This week we’ve found a large number of phishing scams that you need to watch out for, including ones relating to Home Depot, Walmart, Amazon, Bitcoin, Coinbase, MetaMask, and Trust Wallet. Would you have been able to spot all the scams?
Phishing scams are one of the most commonly used tactics by scammers. Conventionally, while impersonating famous brands, they send out fake text messages and emails containing phishing links and try to entice you into opening them with various lies.
In such phishing schemes, the links lead to online survey pages that state you can claim a gift by filling out a questionnaire. After you complete the questionnaire, you are prompted to enter credit card details before your “gift” can be delivered. Here are a few examples:
Home Depot Survey Scam
We’ve written about several popular Home Depot scams before. And recently scammers have started trying to deceive people via email:
The embedded button will take you to a fake online survey page where you could eventually end up having your personal information exposed. Don’t get scammed!
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Walmart Survey Scam
Scammers pose as Walmart and claim that you’ve won a prize in a “customer draw”. They send you messages such as this:
- You’re a winner, CHERYL! The 4th place in our weekly customer draw is yours and here’s your prize: <URL>
The links inside the messages will take you to fake Walmart online survey pages that say you can get an iPad Pro as a reward after completing one of the questionnaires:
Amazon Gift Card Scam
We’ve seen Amazon survey scams several times, and now they’re popular again, but this time they’re using an updated layout:
- You’ll receive something beautiful today, kym. A loved one is sending you a Valentine’s Day Amazon gift card. Get it now: <URL> 🎁
Again, promising gift cards, scammers try to lure you into clicking on the attached phishing links that take you to fake Amazon survey pages:
In the end, you will have to enter credit card information to claim your reward — and you know what will happen: no gifts will ever appear, and your credentials will be sent directly to a scammer!
Scammers’ ultimate goal is to steal your personal information — they’ll record everything you enter on their fake pages and use it to commit cybercrimes: e.g., hack into your bank account or steal your identity!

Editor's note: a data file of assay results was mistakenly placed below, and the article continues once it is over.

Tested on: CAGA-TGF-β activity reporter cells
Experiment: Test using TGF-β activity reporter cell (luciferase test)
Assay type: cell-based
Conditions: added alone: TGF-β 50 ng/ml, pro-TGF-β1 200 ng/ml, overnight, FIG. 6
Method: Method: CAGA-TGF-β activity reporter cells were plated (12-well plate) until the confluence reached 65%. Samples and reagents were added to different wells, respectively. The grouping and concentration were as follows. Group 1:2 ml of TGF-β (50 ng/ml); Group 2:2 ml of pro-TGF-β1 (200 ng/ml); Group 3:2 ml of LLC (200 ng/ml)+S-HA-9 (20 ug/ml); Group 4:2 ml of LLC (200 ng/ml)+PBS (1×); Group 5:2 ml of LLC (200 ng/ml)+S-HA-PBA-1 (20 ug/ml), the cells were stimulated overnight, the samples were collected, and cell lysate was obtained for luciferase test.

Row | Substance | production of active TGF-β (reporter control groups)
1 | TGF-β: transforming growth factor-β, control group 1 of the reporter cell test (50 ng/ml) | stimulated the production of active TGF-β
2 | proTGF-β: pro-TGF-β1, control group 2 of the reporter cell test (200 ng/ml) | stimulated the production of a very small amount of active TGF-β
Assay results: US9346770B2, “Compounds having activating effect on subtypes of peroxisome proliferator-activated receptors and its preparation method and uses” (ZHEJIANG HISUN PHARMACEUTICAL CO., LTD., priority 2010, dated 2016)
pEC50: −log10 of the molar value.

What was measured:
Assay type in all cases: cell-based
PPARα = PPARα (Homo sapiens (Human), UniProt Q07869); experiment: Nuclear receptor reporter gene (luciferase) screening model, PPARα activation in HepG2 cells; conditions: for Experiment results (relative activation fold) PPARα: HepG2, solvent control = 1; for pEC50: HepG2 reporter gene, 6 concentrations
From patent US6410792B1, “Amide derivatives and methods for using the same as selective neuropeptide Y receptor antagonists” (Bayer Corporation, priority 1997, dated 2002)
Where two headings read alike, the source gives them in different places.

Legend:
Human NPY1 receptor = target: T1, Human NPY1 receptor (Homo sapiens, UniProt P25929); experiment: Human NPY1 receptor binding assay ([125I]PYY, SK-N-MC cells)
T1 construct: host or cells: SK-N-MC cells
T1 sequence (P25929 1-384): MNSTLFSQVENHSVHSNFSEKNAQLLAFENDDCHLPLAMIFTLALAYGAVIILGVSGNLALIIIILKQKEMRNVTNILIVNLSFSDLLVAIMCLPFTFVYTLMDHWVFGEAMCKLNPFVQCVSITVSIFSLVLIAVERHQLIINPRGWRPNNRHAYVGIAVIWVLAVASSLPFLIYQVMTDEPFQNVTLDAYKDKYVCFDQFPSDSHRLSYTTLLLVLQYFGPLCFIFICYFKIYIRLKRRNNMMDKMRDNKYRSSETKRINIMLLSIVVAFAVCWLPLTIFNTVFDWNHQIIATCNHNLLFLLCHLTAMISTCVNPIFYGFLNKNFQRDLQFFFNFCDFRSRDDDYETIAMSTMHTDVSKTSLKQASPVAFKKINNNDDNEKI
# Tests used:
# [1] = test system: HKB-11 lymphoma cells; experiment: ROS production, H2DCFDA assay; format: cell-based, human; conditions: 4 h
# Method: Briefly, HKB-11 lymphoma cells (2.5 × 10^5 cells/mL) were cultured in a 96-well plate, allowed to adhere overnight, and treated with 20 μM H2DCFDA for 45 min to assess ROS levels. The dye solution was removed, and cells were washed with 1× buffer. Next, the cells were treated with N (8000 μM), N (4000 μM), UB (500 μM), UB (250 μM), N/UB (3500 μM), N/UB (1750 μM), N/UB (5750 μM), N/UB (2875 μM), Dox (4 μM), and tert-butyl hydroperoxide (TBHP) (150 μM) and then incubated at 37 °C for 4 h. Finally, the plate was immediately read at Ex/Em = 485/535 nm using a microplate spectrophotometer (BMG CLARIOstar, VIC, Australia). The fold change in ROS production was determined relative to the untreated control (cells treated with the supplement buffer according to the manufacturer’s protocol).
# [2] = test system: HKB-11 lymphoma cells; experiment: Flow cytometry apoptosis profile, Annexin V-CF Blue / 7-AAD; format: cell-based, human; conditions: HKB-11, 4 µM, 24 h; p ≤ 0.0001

Crypto Phishing Scams
Besides directing you to online survey pages, the links, in other instances, take you to fake log-in pages that appear to belong to various brands. These pages require you to submit log-in credentials and recovery phrases to download a software update, change account settings, or whatever other tasks the scammers have asked you to complete:
Crypto Wallet Scams
Posing as Coinbase, scammers send fake security alerts via SMS to try to lure you into clicking on phishing links:
- coinbase wallet security upgrade vulnerability has been fixed, please download again: www[.]coinbasee[.]cc, download and log in to receive 10usdt
- by july 2022, the c0inbase wallet is upgraded and the taxes paid on the revenue generated will be paid by c0inbase. downl0ad link:hxxps://www[.]coinaase[.]com
Note: Take a close look at the web address. The legitimate web address of Coinbase is coinbase.com!
Examples of fake Coinbase websites. (Check the web address!)
Besides text message scams, this week we’ve detected many fake MetaMask security alert emails that falsely claim your MetaMask wallet is going to be suspended for some security issue:
#3 Trust Wallet
Fake Trust Wallet emails have also been very popular with scammers lately:
In all these types of scams, you are encouraged to click on an embedded link. The link then takes you to a fake MetaMask/Trust Wallet website.
If you submit credentials like your recovery phrase, scammers can hack into your wallet and transfer all your crypto away! What’s worse, since cryptocurrencies are decentralized, it would be nearly impossible to get your money back! Watch out!
Bitcoin Giveaway Scams
Scammers also try to trick you into sending them cryptocurrency directly.
Who doesn’t want free bitcoin? What would you do if a random person online asked you to send them bitcoin and promised to double it? Sound too good to be true? It is. Don’t expect any bitcoin in return!
- bitcoin giveaway. hurry now and take part in the michael saylor 5000 btc giveaway. to take part in this giveaway kindly follow the steps in the link
How to Protect Yourself
- Double-check the sender’s mobile number/email address.
- Free gifts or prizes are always a major red flag.
- Always go to the official website/application instead of using links from unknown sources.
- Use Trend Micro Check to surf the web safely (it’s free!).
- Add an extra layer of protection to your device with Trend Micro Maximum Security. Its Web Threat Protection, Ransomware Protection, Anti-phishing, and Anti-spam Protection can help you combat scams and cyberattacks. Click the button below to give it a try:
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